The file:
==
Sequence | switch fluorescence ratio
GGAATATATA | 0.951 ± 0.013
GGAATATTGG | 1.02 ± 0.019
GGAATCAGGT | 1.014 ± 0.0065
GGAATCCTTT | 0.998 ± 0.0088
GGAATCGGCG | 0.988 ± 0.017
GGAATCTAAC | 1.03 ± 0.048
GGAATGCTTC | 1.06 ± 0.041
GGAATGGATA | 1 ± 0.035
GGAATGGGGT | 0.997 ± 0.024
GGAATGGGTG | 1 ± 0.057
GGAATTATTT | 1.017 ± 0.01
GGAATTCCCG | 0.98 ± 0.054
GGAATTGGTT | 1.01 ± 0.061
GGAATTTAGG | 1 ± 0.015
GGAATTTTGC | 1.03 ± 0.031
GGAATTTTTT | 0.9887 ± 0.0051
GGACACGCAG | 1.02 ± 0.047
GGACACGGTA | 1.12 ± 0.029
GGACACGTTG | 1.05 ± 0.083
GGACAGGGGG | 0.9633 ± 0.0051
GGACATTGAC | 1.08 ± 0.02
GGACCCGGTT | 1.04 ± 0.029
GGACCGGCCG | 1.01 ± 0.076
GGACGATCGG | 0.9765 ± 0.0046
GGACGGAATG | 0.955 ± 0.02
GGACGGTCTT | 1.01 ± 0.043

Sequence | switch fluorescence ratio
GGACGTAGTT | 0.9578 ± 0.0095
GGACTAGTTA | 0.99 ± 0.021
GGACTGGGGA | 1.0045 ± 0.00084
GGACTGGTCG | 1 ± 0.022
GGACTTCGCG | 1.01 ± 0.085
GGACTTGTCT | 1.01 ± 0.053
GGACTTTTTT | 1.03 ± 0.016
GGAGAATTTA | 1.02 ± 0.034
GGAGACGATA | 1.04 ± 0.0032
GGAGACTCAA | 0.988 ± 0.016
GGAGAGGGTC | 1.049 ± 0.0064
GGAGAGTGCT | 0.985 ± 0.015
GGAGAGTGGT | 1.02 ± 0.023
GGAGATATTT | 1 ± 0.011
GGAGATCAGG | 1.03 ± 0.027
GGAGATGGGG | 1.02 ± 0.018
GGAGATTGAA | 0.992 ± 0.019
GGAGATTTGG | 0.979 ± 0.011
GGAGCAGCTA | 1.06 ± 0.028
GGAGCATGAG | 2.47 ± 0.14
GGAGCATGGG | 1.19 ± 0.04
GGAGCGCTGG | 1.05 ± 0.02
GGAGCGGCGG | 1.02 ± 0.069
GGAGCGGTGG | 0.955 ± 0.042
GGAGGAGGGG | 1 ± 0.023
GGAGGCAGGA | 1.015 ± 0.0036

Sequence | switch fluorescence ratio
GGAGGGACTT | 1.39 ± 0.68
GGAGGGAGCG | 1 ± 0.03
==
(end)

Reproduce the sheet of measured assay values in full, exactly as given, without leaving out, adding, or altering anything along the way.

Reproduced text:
Sequence | switch fluorescence ratio
GGAATATATA | 0.951 ± 0.013
GGAATATTGG | 1.02 ± 0.019
GGAATCAGGT | 1.014 ± 0.0065
GGAATCCTTT | 0.998 ± 0.0088
GGAATCGGCG | 0.988 ± 0.017
GGAATCTAAC | 1.03 ± 0.048
GGAATGCTTC | 1.06 ± 0.041
GGAATGGATA | 1 ± 0.035
GGAATGGGGT | 0.997 ± 0.024
GGAATGGGTG | 1 ± 0.057
GGAATTATTT | 1.017 ± 0.01
GGAATTCCCG | 0.98 ± 0.054
GGAATTGGTT | 1.01 ± 0.061
GGAATTTAGG | 1 ± 0.015
GGAATTTTGC | 1.03 ± 0.031
GGAATTTTTT | 0.9887 ± 0.0051
GGACACGCAG | 1.02 ± 0.047
GGACACGGTA | 1.12 ± 0.029
GGACACGTTG | 1.05 ± 0.083
GGACAGGGGG | 0.9633 ± 0.0051
GGACATTGAC | 1.08 ± 0.02
GGACCCGGTT | 1.04 ± 0.029
GGACCGGCCG | 1.01 ± 0.076
GGACGATCGG | 0.9765 ± 0.0046
GGACGGAATG | 0.955 ± 0.02
GGACGGTCTT | 1.01 ± 0.043

Sequence | switch fluorescence ratio
GGACGTAGTT | 0.9578 ± 0.0095
GGACTAGTTA | 0.99 ± 0.021
GGACTGGGGA | 1.0045 ± 0.00084
GGACTGGTCG | 1 ± 0.022
GGACTTCGCG | 1.01 ± 0.085
GGACTTGTCT | 1.01 ± 0.053
GGACTTTTTT | 1.03 ± 0.016
GGAGAATTTA | 1.02 ± 0.034
GGAGACGATA | 1.04 ± 0.0032
GGAGACTCAA | 0.988 ± 0.016
GGAGAGGGTC | 1.049 ± 0.0064
GGAGAGTGCT | 0.985 ± 0.015
GGAGAGTGGT | 1.02 ± 0.023
GGAGATATTT | 1 ± 0.011
GGAGATCAGG | 1.03 ± 0.027
GGAGATGGGG | 1.02 ± 0.018
GGAGATTGAA | 0.992 ± 0.019
GGAGATTTGG | 0.979 ± 0.011
GGAGCAGCTA | 1.06 ± 0.028
GGAGCATGAG | 2.47 ± 0.14
GGAGCATGGG | 1.19 ± 0.04
GGAGCGCTGG | 1.05 ± 0.02
GGAGCGGCGG | 1.02 ± 0.069
GGAGCGGTGG | 0.955 ± 0.042
GGAGGAGGGG | 1 ± 0.023
GGAGGCAGGA | 1.015 ± 0.0036

Sequence | switch fluorescence ratio
GGAGGGACTT | 1.39 ± 0.68
GGAGGGAGCG | 1 ± 0.03